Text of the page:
Reversing or Mimicking Transformations

The geometric processing pipeline is very good at using viewing and projection matrices and a viewport for clipping to transform the world (or object) coordinates of a vertex into window (or screen) coordinates. However, there are situations in which you want to reverse that process. A common situation is when an application user utilizes the mouse to choose a location in three dimensions. The mouse returns only a two-dimensional value, which is the screen location of the cursor. Therefore, the application will have to reverse the transformation process to determine from where in three-dimensional space this screen location originated.

The Utility Library routine gluUnProject() performs this reversal of the transformations. Given the three-dimensional window coordinates for a location and all the transformations that affected them, gluUnProject() returns the world coordinates from where it originated.

int gluUnProject(GLdouble winx, GLdouble winy, GLdouble winz, const GLdouble modelMatrix[16], const GLdouble projMatrix[16], const GLint viewport[4], GLdouble *objx, GLdouble *objy, GLdouble *objz);

Map the specified window coordinates (winx, winy, winz) into object coordinates, using transformations defined by a modelview matrix (modelMatrix), projection matrix (projMatrix), and viewport (viewport). The resulting object coordinates are returned in objx, objy, and objz. The function returns GL_TRUE, indicating success, or GL_FALSE, indicating failure (such as an noninvertible matrix). This operation does not attempt to clip the coordinates to the viewport or eliminate depth values that fall outside of glDepthRange().

There are inherent difficulties in trying to reverse the transformation process. A two-dimensional screen location could have originated from anywhere on an entire line in three-dimensional space. To disambiguate the result, gluUnProject() requires that a window depth coordinate (winz) be provided and that winz be specified in terms of glDepthRange(). For the default values of glDepthRange(), winz at 0.0 will request the world coordinates of the transformed point at the near clipping plane, while winz at 1.0 will request the point at the far clipping plane.

Example 3-8 demonstrates gluUnProject() by reading the mouse position and determining the three-dimensional points at the near and far clipping planes from which it was transformed. The computed world coordinates are printed to standard output, but the rendered window itself is just black.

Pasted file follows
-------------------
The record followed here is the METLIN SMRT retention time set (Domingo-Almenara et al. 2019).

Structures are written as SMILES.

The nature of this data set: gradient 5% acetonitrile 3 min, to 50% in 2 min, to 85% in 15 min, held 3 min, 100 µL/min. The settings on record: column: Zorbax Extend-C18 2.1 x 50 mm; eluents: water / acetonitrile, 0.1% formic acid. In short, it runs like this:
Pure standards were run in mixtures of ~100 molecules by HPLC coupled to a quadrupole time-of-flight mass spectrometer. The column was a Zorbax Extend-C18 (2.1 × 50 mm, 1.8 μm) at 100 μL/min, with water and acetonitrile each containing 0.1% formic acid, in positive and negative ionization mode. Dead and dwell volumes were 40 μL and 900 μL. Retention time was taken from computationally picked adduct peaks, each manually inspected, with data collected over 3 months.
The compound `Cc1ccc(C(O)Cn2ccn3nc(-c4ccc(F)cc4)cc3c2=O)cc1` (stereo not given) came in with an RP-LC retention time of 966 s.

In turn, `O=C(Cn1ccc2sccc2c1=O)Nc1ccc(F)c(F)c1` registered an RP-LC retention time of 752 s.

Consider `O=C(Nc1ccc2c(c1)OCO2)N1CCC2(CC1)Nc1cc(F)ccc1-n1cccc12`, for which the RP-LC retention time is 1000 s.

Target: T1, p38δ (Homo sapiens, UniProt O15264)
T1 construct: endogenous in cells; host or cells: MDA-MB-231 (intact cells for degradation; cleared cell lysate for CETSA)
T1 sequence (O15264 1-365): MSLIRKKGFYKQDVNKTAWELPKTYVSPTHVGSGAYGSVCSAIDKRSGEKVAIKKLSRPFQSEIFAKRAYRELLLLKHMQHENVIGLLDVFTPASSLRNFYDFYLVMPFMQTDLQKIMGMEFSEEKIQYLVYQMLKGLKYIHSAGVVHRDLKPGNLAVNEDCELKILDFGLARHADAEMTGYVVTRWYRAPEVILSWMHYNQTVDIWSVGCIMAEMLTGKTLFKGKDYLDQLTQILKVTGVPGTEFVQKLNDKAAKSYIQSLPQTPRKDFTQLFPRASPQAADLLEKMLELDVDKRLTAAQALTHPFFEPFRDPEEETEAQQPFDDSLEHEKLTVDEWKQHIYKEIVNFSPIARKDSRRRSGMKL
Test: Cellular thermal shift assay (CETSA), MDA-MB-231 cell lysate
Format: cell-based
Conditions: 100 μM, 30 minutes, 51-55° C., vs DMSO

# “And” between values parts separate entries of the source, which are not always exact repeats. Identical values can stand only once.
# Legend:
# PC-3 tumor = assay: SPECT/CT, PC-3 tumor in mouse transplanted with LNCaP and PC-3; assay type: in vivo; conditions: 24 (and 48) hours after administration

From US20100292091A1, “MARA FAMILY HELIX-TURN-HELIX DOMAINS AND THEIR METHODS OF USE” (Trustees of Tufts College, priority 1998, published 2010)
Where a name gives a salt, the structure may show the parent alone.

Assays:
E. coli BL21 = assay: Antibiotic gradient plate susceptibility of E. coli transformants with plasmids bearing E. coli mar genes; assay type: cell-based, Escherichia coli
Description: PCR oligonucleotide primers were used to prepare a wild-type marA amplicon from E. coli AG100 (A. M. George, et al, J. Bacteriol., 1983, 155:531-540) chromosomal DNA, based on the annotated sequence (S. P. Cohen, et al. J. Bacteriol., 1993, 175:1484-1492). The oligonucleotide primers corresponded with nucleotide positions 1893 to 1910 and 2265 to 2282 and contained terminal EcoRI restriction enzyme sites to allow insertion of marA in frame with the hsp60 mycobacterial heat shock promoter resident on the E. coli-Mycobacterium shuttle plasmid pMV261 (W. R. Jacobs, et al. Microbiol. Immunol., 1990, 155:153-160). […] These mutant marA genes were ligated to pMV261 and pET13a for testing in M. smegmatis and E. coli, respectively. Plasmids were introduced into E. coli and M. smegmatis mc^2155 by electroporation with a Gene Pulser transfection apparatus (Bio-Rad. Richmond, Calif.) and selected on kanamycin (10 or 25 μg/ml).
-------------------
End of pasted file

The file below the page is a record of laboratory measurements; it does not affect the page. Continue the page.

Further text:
Example 3-8 : Reversing the Geometric Processing Pipeline: unproject.c

`#include <GL/gl.h>`
`#include <GL/glu.h>`
`#include <GL/glut.h>`
`#include <stdlib.h>`
`#include <stdio.h>`
` `
`void display(void)`
`{`
`   glClear(GL_COLOR_BUFFER_BIT);`
`   glFlush();`
`}`
` `
`void reshape(int w, int h)`
`{`
`   glViewport (0, 0, (GLsizei) w, (GLsizei) h);`
`   glMatrixMode(GL_PROJECTION);`
`   glLoadIdentity();`
`   gluPerspective (45.0, (GLfloat) w/(GLfloat) h, 1.0, 100.0);`
`   glMatrixMode(GL_MODELVIEW);`
`   glLoadIdentity();`
`}`
` `
`void mouse(int button, int state, int x, int y)`
`{`
`   GLint viewport[4];`
`   GLdouble mvmatrix[16], projmatrix[16];`
`   GLint realy;  /*  OpenGL y coordinate position  */`
`   GLdouble wx, wy, wz;  /*  returned world x, y, z coords  */`
` `
`   switch (button) {`
`      case GLUT_LEFT_BUTTON:`
`         if (state == GLUT_DOWN) {`
`            glGetIntegerv (GL_VIEWPORT, viewport);`
`            glGetDoublev (GL_MODELVIEW_MATRIX, mvmatrix);`
`            glGetDoublev (GL_PROJECTION_MATRIX, projmatrix);`
`/*  note viewport[3] is height of window in pixels  */`
`            realy = viewport[3] - (GLint) y - 1;`
`            printf ("Coordinates at cursor are (%4d, %4d)\n",`
`               x, realy);`
`            gluUnProject ((GLdouble) x, (GLdouble) realy, 0.0,`
`               mvmatrix, projmatrix, viewport, &wx, &wy, &wz);`
`            printf ("World coords at z=0.0 are (%f, %f, %f)\n",`
`               wx, wy, wz);`
`            gluUnProject ((GLdouble) x, (GLdouble) realy, 1.0,`
`               mvmatrix, projmatrix, viewport, &wx, &wy, &wz);`
`            printf ("World coords at z=1.0 are (%f, %f, %f)\n",    `
`               wx, wy, wz);`
`         }`
`         break;`
`      case GLUT_RIGHT_BUTTON:`
`         if (state == GLUT_DOWN)`
`            exit(0);`
`         break;`
`      default:`
`         break;`
`   }`
`}`
` `
`int main(int argc, char** argv)`
`{`
`   glutInit(&argc, argv);`
`   glutInitDisplayMode (GLUT_SINGLE | GLUT_RGB);`
`   glutInitWindowSize (500, 500);`
`   glutInitWindowPosition (100, 100);`
`   glutCreateWindow (argv[0]);`
`   glutDisplayFunc(display);`
`   glutReshapeFunc(reshape);`
`   glutMouseFunc(mouse);`
`   glutMainLoop();`
`   return 0;`
`}`

gluProject() is another Utility Library routine, which is related to gluUnProject().gluProject() mimics the actions of the transformation pipeline. Given three-dimensional world coordinates and all the transformations that affect them, gluProject() returns the transformed window coordinates.

int gluProject(GLdouble objx, GLdouble objy, GLdouble objz, const GLdouble modelMatrix[16], const GLdouble projMatrix[16], const GLint viewport[4], GLdouble *winx, GLdouble *winy, GLdouble *winz);

Map the specified object coordinates (objx, objy, objz) into window coordinates, using transformations defined by a modelview matrix (modelMatrix), projection matrix (projMatrix), and viewport (viewport). The resulting window coordinates are returned in winx, winy, and winz. The function returns GL_TRUE, indicating success, or GL_FALSE, indicating failure.